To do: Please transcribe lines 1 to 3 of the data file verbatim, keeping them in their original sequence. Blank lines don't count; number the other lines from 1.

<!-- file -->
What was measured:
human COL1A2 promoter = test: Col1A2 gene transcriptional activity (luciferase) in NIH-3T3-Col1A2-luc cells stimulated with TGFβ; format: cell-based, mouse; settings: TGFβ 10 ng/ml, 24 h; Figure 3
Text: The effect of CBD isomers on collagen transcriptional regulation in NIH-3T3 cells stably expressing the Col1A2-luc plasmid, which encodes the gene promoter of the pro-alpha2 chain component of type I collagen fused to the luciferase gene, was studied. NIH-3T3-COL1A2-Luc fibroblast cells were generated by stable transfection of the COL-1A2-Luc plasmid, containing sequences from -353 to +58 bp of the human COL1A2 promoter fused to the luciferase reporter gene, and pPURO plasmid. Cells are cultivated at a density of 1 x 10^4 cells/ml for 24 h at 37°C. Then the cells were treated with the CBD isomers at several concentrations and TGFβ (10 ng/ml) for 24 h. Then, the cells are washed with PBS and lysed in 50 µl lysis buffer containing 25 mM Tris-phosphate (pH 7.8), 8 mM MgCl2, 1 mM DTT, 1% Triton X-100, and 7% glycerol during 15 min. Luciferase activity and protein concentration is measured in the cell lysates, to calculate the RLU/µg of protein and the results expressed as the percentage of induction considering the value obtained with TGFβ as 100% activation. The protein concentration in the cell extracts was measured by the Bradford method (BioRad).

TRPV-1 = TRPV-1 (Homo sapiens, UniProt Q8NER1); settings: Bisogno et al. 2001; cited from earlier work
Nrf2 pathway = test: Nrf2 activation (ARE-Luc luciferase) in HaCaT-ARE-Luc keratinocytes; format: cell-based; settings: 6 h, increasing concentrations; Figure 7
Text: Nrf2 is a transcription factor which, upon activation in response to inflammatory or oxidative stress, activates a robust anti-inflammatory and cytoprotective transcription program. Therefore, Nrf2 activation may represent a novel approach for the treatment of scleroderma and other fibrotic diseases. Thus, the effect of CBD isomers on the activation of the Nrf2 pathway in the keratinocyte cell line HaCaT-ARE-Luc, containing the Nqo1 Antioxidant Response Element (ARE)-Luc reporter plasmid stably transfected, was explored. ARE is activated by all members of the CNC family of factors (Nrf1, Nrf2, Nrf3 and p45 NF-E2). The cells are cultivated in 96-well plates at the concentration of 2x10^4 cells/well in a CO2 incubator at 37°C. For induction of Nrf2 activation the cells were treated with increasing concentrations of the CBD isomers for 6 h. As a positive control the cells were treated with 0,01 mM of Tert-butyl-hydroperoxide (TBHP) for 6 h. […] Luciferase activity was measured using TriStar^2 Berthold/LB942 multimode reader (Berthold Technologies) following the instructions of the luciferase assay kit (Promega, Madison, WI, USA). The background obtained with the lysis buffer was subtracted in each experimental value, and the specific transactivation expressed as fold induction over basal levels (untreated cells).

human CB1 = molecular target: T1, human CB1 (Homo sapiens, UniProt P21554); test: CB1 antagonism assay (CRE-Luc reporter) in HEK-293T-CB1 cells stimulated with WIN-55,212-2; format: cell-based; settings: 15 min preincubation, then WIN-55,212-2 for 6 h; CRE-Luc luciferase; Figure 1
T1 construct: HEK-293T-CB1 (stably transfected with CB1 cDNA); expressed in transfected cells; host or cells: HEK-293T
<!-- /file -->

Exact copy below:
What was measured:
human COL1A2 promoter = test: Col1A2 gene transcriptional activity (luciferase) in NIH-3T3-Col1A2-luc cells stimulated with TGFβ; format: cell-based, mouse; settings: TGFβ 10 ng/ml, 24 h; Figure 3
Text: The effect of CBD isomers on collagen transcriptional regulation in NIH-3T3 cells stably expressing the Col1A2-luc plasmid, which encodes the gene promoter of the pro-alpha2 chain component of type I collagen fused to the luciferase gene, was studied. NIH-3T3-COL1A2-Luc fibroblast cells were generated by stable transfection of the COL-1A2-Luc plasmid, containing sequences from -353 to +58 bp of the human COL1A2 promoter fused to the luciferase reporter gene, and pPURO plasmid. Cells are cultivated at a density of 1 x 10^4 cells/ml for 24 h at 37°C. Then the cells were treated with the CBD isomers at several concentrations and TGFβ (10 ng/ml) for 24 h. Then, the cells are washed with PBS and lysed in 50 µl lysis buffer containing 25 mM Tris-phosphate (pH 7.8), 8 mM MgCl2, 1 mM DTT, 1% Triton X-100, and 7% glycerol during 15 min. Luciferase activity and protein concentration is measured in the cell lysates, to calculate the RLU/µg of protein and the results expressed as the percentage of induction considering the value obtained with TGFβ as 100% activation. The protein concentration in the cell extracts was measured by the Bradford method (BioRad).